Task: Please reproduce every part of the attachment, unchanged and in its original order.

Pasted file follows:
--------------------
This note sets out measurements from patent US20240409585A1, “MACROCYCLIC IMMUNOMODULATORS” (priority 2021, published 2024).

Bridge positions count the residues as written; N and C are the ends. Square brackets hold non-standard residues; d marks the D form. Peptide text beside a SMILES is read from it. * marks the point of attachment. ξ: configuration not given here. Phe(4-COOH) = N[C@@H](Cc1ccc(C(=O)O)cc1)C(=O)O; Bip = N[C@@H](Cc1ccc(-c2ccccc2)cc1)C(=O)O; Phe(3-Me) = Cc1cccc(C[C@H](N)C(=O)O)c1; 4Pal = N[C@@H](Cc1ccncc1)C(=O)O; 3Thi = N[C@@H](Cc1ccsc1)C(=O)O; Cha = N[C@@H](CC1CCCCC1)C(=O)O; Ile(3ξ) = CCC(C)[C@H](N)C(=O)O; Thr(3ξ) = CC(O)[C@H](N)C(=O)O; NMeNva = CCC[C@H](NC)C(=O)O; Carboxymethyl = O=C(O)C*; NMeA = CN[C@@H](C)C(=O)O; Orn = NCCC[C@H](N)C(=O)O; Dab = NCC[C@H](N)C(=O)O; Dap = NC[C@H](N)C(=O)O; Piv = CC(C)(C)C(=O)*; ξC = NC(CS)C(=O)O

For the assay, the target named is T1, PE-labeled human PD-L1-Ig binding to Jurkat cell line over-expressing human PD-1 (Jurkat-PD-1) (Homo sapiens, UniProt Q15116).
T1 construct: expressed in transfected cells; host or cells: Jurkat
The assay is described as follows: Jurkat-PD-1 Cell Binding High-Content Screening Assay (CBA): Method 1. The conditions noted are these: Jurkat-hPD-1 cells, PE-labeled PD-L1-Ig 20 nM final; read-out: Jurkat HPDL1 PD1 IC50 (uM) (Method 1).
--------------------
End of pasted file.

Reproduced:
This note sets out measurements from patent US20240409585A1, “MACROCYCLIC IMMUNOMODULATORS” (priority 2021, published 2024).

Bridge positions count the residues as written; N and C are the ends. Square brackets hold non-standard residues; d marks the D form. Peptide text beside a SMILES is read from it. * marks the point of attachment. ξ: configuration not given here. Phe(4-COOH) = N[C@@H](Cc1ccc(C(=O)O)cc1)C(=O)O; Bip = N[C@@H](Cc1ccc(-c2ccccc2)cc1)C(=O)O; Phe(3-Me) = Cc1cccc(C[C@H](N)C(=O)O)c1; 4Pal = N[C@@H](Cc1ccncc1)C(=O)O; 3Thi = N[C@@H](Cc1ccsc1)C(=O)O; Cha = N[C@@H](CC1CCCCC1)C(=O)O; Ile(3ξ) = CCC(C)[C@H](N)C(=O)O; Thr(3ξ) = CC(O)[C@H](N)C(=O)O; NMeNva = CCC[C@H](NC)C(=O)O; Carboxymethyl = O=C(O)C*; NMeA = CN[C@@H](C)C(=O)O; Orn = NCCC[C@H](N)C(=O)O; Dab = NCC[C@H](N)C(=O)O; Dap = NC[C@H](N)C(=O)O; Piv = CC(C)(C)C(=O)*; ξC = NC(CS)C(=O)O

For the assay, the target named is T1, PE-labeled human PD-L1-Ig binding to Jurkat cell line over-expressing human PD-1 (Jurkat-PD-1) (Homo sapiens, UniProt Q15116).
T1 construct: expressed in transfected cells; host or cells: Jurkat
The assay is described as follows: Jurkat-PD-1 Cell Binding High-Content Screening Assay (CBA): Method 1. The conditions noted are these: Jurkat-hPD-1 cells, PE-labeled PD-L1-Ig 20 nM final; read-out: Jurkat HPDL1 PD1 IC50 (uM) (Method 1).